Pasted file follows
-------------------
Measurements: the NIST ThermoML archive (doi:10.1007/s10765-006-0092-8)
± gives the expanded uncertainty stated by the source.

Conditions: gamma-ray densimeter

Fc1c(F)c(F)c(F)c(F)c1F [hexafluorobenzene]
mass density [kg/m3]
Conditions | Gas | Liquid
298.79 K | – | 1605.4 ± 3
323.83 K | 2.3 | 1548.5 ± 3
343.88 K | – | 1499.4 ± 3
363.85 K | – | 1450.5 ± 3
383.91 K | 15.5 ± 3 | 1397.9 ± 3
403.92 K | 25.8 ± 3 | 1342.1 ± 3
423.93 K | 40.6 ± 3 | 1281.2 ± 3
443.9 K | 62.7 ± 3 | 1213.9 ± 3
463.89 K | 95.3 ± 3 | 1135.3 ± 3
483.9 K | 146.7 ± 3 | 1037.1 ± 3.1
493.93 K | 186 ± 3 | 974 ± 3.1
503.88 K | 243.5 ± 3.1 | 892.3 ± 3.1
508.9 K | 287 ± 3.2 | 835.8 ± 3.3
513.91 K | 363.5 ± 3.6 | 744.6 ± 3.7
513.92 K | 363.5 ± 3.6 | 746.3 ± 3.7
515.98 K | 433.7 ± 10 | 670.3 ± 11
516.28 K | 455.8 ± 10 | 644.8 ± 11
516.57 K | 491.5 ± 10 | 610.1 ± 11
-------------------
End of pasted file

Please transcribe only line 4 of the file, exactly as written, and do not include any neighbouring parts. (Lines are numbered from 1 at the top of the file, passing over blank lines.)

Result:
Fc1c(F)c(F)c(F)c(F)c1F [hexafluorobenzene]